The crisis in the the US Veterans Affairs Department is fundamentally a crisis of ethics, according to the former hospital ethicist at the Philadelphia Veterans Affairs Medical Center, Evelyne Shuster.
The VA’s director, Eric Shinseki, was forced to resign after it was discovered that employees were generating fraudulent statistics to improve their performance reports. The problem was particularly acute in Phoenix.
The New York Times decried “poor management, a history of retaliation toward employees, cumbersome and outdated technology, and a shortage of doctors and nurses and physical space to treat patients.” The Wall Street Journal lamented a “corrosive culture” which had damaged patient care.
"My view is that the focus on consent in contemporary biomedical research has become the modern equivalent of a fetish".
Koenig believes that the ‘full disclosure’ model of informed consent is impracticable. She recounts her experience developing genetic testing protocol after the mapping of the human genome in the 1990s:
“Even then, we recognized that the ideal of full disclosure of all risks and benefits of a particular genetic test, ideally by a trained genetic counselor,would collapse once the volume of genomic data increased. If it took an hour to counsel a patient about one condition, what would happen if panels of test could simultaneously offer multiple findings?”
In 2006 the anonymous woman attended a Portuguese hospital where tissue containing olfactory stem cells were taken from her nose and implanted in her spine. The hope was that these cells would develop into neural cells and help repair nerve damage in the woman's spine.
Eight years later she had a spinal growth removed in a US hospital. Doctors investigated the growth and discovered it to be composed of “mostly of cysts lined by respiratory epithelium, submucosal glands with goblet cells, and intervening nerve twigs”.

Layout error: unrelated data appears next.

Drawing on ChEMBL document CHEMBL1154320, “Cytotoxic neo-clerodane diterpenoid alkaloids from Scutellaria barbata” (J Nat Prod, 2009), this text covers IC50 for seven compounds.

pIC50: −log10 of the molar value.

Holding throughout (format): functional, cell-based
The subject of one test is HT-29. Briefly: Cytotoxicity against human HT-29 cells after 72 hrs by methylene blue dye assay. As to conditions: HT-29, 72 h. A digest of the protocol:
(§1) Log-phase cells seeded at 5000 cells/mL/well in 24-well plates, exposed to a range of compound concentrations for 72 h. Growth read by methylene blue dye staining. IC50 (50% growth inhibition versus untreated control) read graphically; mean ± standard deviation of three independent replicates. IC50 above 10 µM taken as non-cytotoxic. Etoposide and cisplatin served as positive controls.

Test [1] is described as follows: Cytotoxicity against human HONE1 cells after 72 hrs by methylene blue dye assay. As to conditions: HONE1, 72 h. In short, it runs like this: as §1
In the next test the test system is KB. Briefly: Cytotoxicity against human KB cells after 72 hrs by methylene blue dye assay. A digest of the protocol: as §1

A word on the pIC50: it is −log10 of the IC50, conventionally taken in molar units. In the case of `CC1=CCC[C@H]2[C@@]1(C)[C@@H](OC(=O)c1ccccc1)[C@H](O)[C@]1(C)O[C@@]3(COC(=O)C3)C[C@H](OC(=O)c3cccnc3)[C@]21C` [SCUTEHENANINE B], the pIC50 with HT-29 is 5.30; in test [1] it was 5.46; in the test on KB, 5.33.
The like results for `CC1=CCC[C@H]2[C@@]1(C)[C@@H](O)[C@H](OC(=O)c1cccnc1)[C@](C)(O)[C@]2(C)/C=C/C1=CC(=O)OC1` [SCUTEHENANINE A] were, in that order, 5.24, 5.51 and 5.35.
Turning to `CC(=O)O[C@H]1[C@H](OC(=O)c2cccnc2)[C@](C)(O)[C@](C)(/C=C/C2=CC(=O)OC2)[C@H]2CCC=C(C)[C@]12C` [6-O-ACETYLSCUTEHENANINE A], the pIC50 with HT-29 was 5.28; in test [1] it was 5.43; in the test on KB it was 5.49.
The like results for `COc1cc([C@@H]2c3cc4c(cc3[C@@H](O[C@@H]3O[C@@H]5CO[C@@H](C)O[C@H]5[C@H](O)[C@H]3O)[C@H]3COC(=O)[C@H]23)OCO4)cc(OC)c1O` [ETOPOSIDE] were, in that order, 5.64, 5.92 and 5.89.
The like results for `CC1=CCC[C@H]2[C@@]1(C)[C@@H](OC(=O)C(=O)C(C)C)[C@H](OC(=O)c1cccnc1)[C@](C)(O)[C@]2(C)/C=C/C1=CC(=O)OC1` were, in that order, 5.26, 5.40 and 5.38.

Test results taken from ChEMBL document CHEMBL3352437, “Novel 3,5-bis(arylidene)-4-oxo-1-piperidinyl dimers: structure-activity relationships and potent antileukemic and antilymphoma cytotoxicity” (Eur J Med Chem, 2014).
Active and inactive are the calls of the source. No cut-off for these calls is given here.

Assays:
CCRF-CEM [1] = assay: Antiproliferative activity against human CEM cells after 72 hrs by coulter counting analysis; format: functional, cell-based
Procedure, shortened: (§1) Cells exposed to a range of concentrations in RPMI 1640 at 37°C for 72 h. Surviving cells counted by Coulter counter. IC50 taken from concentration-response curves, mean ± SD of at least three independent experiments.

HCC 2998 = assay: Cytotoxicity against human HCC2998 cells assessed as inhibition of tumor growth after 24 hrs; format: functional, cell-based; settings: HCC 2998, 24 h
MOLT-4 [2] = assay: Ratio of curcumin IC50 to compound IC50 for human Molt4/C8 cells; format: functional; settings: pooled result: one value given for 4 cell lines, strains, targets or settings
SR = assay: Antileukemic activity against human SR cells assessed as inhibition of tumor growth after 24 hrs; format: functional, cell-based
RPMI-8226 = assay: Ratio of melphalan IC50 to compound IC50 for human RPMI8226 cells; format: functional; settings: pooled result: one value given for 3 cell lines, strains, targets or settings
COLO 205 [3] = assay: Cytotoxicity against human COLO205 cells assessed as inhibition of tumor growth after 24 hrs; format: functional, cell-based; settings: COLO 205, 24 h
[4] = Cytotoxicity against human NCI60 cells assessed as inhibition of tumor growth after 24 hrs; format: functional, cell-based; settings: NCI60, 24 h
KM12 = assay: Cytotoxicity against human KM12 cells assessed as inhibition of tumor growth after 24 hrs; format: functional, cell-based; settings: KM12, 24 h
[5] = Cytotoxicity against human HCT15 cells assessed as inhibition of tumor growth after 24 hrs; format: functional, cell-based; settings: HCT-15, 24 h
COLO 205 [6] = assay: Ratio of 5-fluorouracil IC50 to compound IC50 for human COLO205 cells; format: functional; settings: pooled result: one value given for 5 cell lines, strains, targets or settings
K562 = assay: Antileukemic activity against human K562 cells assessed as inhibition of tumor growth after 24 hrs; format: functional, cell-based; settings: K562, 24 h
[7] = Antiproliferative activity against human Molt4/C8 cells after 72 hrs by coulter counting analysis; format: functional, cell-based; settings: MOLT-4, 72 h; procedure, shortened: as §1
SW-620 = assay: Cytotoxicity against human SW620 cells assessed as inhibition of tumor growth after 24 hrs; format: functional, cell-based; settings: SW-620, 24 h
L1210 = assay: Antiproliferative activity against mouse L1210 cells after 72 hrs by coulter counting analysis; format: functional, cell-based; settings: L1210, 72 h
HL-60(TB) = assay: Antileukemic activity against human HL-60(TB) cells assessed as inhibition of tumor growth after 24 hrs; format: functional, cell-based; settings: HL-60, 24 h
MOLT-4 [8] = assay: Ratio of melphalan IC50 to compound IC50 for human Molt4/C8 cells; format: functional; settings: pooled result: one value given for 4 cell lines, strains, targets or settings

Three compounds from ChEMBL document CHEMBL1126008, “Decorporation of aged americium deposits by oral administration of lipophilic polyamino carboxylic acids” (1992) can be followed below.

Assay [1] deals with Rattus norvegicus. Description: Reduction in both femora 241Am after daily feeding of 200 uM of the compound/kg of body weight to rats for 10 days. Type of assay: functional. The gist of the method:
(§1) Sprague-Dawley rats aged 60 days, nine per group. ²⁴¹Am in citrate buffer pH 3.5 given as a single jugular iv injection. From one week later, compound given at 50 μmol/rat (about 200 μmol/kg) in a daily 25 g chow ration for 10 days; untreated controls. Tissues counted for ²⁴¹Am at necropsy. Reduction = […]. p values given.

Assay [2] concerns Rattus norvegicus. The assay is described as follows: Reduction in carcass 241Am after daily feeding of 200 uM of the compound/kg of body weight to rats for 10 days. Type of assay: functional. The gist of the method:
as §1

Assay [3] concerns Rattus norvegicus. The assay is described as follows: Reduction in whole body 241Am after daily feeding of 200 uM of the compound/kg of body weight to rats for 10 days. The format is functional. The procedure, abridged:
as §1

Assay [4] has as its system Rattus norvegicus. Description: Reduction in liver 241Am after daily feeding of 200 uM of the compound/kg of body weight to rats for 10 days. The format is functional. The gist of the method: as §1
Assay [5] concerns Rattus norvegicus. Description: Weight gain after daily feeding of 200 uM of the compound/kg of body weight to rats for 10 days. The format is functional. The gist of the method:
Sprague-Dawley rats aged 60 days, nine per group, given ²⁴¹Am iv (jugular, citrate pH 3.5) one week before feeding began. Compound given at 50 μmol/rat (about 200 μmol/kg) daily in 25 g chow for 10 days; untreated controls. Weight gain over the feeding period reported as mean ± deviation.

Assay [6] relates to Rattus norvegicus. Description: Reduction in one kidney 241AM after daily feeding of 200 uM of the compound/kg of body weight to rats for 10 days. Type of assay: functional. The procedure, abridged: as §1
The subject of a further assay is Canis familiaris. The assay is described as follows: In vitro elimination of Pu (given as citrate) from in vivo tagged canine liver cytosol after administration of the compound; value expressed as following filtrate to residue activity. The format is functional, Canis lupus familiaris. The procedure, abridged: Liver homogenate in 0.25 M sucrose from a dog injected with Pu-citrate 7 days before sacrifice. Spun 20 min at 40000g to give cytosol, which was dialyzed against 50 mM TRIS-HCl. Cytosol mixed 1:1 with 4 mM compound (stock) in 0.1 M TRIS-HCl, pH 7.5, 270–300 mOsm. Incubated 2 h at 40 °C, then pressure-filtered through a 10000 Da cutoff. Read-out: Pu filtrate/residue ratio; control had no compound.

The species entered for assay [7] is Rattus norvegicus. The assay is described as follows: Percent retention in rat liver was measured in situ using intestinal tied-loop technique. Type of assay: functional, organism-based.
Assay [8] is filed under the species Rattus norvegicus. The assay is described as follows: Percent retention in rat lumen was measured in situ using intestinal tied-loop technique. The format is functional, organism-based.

The cells had continued to grow as olfactory cells rather than morph into neural tissue. The growth was secreting a “thick, copious mucous-like material” which seems to have been pressing against the patient’s spine, causing considerable discomfort.
A prestigious international group of scientists has called for a limit on the creation of potential pandemic pathogens (PPPs). The scientists, calling themselves the Cambridge Working Group (CWG), drafted a statement earlier this month warning of “fallibility” of even the safest virology laboratories:
“Recent incidents involving smallpox, anthrax and bird flu in some of the top US laboratories remind us of the fallibility of even the most secure laboratories, reinforcing the urgent need for a thorough reassessment of biosafety.”
Thailand has become a top tourist destination for women seeking gender-selective IVF. The country is one of just three that permit gender selection – the other two are the US and South Africa – and it offers the most affordable procedures.
Hundreds of women from China and Hong Kong travel to Thailand each year, and that number is set to increase. Alfred Siu Wing-fung - just one of a number of Hong Kong health tourism agents - sells ‘gender selection IVF packages’ to about 200 Chinese couples a year.
Siu estimates about 10,000 gender selection cycles were carried out in Bangkok last year, at an average cost of $15,000 per treatment.
While medical equipment and drugs are imported, clinics are staffed mostly by Thai doctors and nurses trained overseas.
Around a dozen clinics in Bangkok offer the procedure.
Although bioethicists are believed to provide fearless independent advice, challenging policy-makers to make the “right” decisions, a Swiss expert in bureaucracies contends that this is often not the case. Writing in the journal Governance, Annabelle Littoz-Monnet, of the Graduate Institute of International and Development Studies, in Geneva, contends that bureaucrats use ethical experts to get their own way when they have to deal with controversies like GM foods or embryonic stem cell research.